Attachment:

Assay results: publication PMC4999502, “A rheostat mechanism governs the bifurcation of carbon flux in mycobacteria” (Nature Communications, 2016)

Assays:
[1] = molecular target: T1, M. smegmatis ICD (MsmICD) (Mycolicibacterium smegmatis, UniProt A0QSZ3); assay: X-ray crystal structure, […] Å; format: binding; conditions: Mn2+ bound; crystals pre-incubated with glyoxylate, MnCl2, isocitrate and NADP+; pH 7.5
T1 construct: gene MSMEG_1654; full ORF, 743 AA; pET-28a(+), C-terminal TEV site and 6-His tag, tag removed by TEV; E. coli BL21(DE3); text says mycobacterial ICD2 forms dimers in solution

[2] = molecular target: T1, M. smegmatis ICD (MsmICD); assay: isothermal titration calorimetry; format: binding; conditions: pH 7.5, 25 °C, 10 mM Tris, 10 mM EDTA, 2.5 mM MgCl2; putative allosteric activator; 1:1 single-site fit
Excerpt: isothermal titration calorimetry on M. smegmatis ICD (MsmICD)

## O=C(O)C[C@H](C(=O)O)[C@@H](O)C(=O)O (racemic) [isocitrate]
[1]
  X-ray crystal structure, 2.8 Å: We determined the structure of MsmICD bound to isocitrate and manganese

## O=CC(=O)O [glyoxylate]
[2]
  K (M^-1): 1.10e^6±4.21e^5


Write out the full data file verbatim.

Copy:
Assay results: publication PMC4999502, “A rheostat mechanism governs the bifurcation of carbon flux in mycobacteria” (Nature Communications, 2016)

Assays:
[1] = molecular target: T1, M. smegmatis ICD (MsmICD) (Mycolicibacterium smegmatis, UniProt A0QSZ3); assay: X-ray crystal structure, […] Å; format: binding; conditions: Mn2+ bound; crystals pre-incubated with glyoxylate, MnCl2, isocitrate and NADP+; pH 7.5
T1 construct: gene MSMEG_1654; full ORF, 743 AA; pET-28a(+), C-terminal TEV site and 6-His tag, tag removed by TEV; E. coli BL21(DE3); text says mycobacterial ICD2 forms dimers in solution

[2] = molecular target: T1, M. smegmatis ICD (MsmICD); assay: isothermal titration calorimetry; format: binding; conditions: pH 7.5, 25 °C, 10 mM Tris, 10 mM EDTA, 2.5 mM MgCl2; putative allosteric activator; 1:1 single-site fit
Excerpt: isothermal titration calorimetry on M. smegmatis ICD (MsmICD)

## O=C(O)C[C@H](C(=O)O)[C@@H](O)C(=O)O (racemic) [isocitrate]
[1]
  X-ray crystal structure, 2.8 Å: We determined the structure of MsmICD bound to isocitrate and manganese

## O=CC(=O)O [glyoxylate]
[2]
  K (M^-1): 1.10e^6±4.21e^5